Say what you will about the Spy Kids trilogy and its sometimes wildly incoherent storylines, but at least those films had an infectiously childlike spirit that felt very age-appropriate. Watching them, you got the impression that director Robert Rodriguez and the children in his employ had a blast playing with their toys in the cinema sandbox. As with all things successful, the Spy Kids movies spawned a number of imitators, and the dullest and lamest of the lot so far may be Thunderbirds, a live-action remake of the televised marionette show from the mid-1960s. Once again, regular children have to save their super-agent parents from some sort of villain, but Thunderbirds has nothing to offer in place of the surrealism and Latino cool that made Spy Kids so much fun; instead of a playful romp, the film has the workmanlike feel of a project that everyone did just for the paycheck.
Thunderbirds is directed by Jonathan Frakes, who certainly knows his way around science fiction movies based on TV shows, having directed his castmates in two of the Star Trek films (one of which, the Borg-battling First Contact, was easily the best Trek flick of the past dozen years). However, his strengths in this area may actually be a liability when it comes to this film; the high-octane special effects, and the deadly serious way in which he directs certain scenes of peril, work against the film's efforts to be a whimsical night out for the family.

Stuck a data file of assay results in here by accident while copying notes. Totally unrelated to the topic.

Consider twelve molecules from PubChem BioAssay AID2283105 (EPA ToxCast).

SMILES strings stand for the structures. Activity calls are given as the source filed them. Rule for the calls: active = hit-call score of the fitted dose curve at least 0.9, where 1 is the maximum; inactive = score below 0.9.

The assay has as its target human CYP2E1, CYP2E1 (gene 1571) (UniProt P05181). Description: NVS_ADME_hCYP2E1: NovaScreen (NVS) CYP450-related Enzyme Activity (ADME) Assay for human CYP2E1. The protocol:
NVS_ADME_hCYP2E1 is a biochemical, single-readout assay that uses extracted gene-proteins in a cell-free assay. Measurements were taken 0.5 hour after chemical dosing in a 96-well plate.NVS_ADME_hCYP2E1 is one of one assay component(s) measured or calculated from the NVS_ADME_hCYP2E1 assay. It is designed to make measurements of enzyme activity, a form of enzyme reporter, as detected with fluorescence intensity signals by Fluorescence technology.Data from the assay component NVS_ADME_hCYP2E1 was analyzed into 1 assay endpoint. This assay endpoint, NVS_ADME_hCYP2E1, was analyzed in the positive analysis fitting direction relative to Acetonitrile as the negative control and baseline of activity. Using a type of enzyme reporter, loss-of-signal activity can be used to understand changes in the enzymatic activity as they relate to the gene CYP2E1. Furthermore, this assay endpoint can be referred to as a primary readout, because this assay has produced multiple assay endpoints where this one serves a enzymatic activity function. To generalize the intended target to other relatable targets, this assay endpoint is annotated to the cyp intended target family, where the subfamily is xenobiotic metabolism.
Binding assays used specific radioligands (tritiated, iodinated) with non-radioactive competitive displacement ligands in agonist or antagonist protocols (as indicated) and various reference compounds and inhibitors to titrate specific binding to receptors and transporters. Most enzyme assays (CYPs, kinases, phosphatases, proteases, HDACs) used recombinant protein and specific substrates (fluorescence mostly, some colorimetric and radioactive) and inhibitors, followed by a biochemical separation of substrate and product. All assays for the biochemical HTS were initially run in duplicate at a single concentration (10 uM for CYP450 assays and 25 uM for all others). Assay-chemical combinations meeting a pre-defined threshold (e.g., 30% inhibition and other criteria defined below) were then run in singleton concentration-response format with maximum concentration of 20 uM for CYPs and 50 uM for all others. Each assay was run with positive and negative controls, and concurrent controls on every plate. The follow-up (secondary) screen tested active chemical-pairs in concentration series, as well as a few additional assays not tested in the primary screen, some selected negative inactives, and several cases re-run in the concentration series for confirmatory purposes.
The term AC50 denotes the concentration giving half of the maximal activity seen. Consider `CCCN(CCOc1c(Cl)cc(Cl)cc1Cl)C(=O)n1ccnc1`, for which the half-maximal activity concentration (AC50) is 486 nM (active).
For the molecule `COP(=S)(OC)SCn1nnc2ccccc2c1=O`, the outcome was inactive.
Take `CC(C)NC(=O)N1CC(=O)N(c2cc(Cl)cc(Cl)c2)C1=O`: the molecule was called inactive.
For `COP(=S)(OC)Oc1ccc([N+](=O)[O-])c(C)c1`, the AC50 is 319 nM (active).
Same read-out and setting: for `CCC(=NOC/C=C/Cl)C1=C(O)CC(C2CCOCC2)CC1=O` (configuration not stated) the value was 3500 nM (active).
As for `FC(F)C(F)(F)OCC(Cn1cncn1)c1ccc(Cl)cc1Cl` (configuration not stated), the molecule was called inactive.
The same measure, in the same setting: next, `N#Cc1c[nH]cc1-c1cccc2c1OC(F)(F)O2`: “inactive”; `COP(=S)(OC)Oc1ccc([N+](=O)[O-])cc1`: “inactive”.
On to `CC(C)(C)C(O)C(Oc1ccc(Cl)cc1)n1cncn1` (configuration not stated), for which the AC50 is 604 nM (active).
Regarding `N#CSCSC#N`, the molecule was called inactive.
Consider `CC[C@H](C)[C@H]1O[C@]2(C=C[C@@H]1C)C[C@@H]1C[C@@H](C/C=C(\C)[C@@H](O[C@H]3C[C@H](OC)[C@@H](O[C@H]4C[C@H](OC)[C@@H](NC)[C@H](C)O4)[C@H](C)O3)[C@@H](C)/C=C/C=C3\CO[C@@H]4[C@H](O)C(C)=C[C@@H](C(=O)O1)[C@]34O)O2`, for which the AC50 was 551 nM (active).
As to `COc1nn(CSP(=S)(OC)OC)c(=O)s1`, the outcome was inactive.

Fans of the original series may be dismayed to find that the Thunderbirds rescue team itself is largely shut out of the story; as with the first Mission: Impossible film, so here: a movie based on a classic show about a team basically ditches the team so it can focus on a single protagonist. All of the ...1
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